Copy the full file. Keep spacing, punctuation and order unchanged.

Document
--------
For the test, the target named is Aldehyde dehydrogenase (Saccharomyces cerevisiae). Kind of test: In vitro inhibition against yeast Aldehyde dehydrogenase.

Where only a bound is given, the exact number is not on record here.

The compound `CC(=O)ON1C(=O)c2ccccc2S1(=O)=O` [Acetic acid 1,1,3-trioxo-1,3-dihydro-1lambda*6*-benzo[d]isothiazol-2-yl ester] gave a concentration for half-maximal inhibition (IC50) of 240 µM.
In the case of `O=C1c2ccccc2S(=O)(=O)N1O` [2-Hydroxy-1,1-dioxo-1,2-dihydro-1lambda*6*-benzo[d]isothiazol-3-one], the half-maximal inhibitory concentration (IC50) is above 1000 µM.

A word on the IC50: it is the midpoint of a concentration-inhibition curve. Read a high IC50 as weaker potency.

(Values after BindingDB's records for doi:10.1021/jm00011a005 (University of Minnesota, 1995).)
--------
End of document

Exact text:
For the test, the target named is Aldehyde dehydrogenase (Saccharomyces cerevisiae). Kind of test: In vitro inhibition against yeast Aldehyde dehydrogenase.

Where only a bound is given, the exact number is not on record here.

The compound `CC(=O)ON1C(=O)c2ccccc2S1(=O)=O` [Acetic acid 1,1,3-trioxo-1,3-dihydro-1lambda*6*-benzo[d]isothiazol-2-yl ester] gave a concentration for half-maximal inhibition (IC50) of 240 µM.
In the case of `O=C1c2ccccc2S(=O)(=O)N1O` [2-Hydroxy-1,1-dioxo-1,2-dihydro-1lambda*6*-benzo[d]isothiazol-3-one], the half-maximal inhibitory concentration (IC50) is above 1000 µM.

A word on the IC50: it is the midpoint of a concentration-inhibition curve. Read a high IC50 as weaker potency.

(Values after BindingDB's records for doi:10.1021/jm00011a005 (University of Minnesota, 1995).)